By: Peyton Hoffman, Director of Public Relations and Event Management
Did you know that up to 80 percent of all automobile buying decisions in the U.S. are influenced by women? The New York Times describes the Internet as the “great equalizer”, empowering women to make informed purchasing decisions within a market that has often been described as unfriendly to women.
Currently there are a host of websites dedicated to helping women through the entire vehicle selection and buying process. Women’s Automotive Solutions asks consumers, “Do you feel like you are going to be taken advantage of the moment you set foot on a car lot?” AskPatty provides a list of “women friendly” car dealers. Is your dealership on the list? Clearly there’s something missing here.
How might we make the automotive purchasing environment more friendly for women?
Have you ever had a female automotive sales rep assist you when purchasing a car? Do you have female salespeople in your dealership? A Google search with the term “women in automotive” displays a speckling of results, strewn between women in bikinis on cars. “Female car sales rep” yields even less. Enough said.
According to a survey of 100 leading female auto industry executives, many would not recommend an automotive career. The majority of those surveyed believed their company efforts in recruiting women to be average or below average. Cracking down on stereotyping and negative perceptions about the skills women possess is crucial in developing a culture of acceptance.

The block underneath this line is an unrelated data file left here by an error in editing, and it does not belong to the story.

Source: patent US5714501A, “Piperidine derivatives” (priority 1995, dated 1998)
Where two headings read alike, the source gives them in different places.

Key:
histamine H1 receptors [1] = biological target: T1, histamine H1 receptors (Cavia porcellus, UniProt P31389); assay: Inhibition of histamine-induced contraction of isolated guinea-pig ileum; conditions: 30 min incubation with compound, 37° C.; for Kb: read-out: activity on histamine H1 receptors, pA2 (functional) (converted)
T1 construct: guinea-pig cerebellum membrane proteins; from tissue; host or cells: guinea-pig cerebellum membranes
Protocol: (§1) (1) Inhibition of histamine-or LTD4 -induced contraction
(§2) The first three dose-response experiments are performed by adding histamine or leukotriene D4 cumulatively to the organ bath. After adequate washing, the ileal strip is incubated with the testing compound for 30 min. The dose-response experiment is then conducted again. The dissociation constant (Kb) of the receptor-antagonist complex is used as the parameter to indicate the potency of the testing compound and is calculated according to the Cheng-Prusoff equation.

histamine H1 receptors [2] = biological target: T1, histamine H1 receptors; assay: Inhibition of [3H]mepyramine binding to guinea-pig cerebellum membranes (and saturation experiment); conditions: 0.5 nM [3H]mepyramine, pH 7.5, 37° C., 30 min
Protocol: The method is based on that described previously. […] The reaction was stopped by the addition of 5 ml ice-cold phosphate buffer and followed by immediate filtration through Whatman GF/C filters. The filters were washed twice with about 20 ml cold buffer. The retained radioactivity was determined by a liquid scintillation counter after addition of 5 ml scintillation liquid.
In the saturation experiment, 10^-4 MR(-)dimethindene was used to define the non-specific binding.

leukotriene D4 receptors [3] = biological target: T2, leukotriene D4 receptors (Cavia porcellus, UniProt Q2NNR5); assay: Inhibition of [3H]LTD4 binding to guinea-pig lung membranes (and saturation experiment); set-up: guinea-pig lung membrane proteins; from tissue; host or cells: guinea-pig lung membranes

While organizations such as the AWA Foundation promote the advancement of women in the automotive industry, dealerships themselves must take significant measures to attract and retain talent. Dealers have commented about this very issue on forums, blogs, and even via a DealerRefresh case study.
Understanding their concern
Recently, there have been numerous articles on “feminizing” the car buying experience. Statistics from the United States Department of Labor show that women control more than $13 trillion in personal wealth today. Women represent 51.5 percent of all workers in high-paying management and professional occupations, and are expected to earn more then the average American man by 2020.
Yet, 3/4 of women polled say they feel misunderstood by car manufacturers and dealers. Why is this? Behavior deemed patronizing can do more than just sabotage a sale. According to the Microsoft “Digital Divas” report, 92 percent of women pass on information about their automotive customer experience to others, making women your primary audience for reputation and social media management. This audience has the potential to be your biggest advocates, or your strongest critics. Instead of adopting the traditional role, strive to support and educate. Empower purchasing decisions by providing information of value, confirming the research your buyers have done previous to the sale.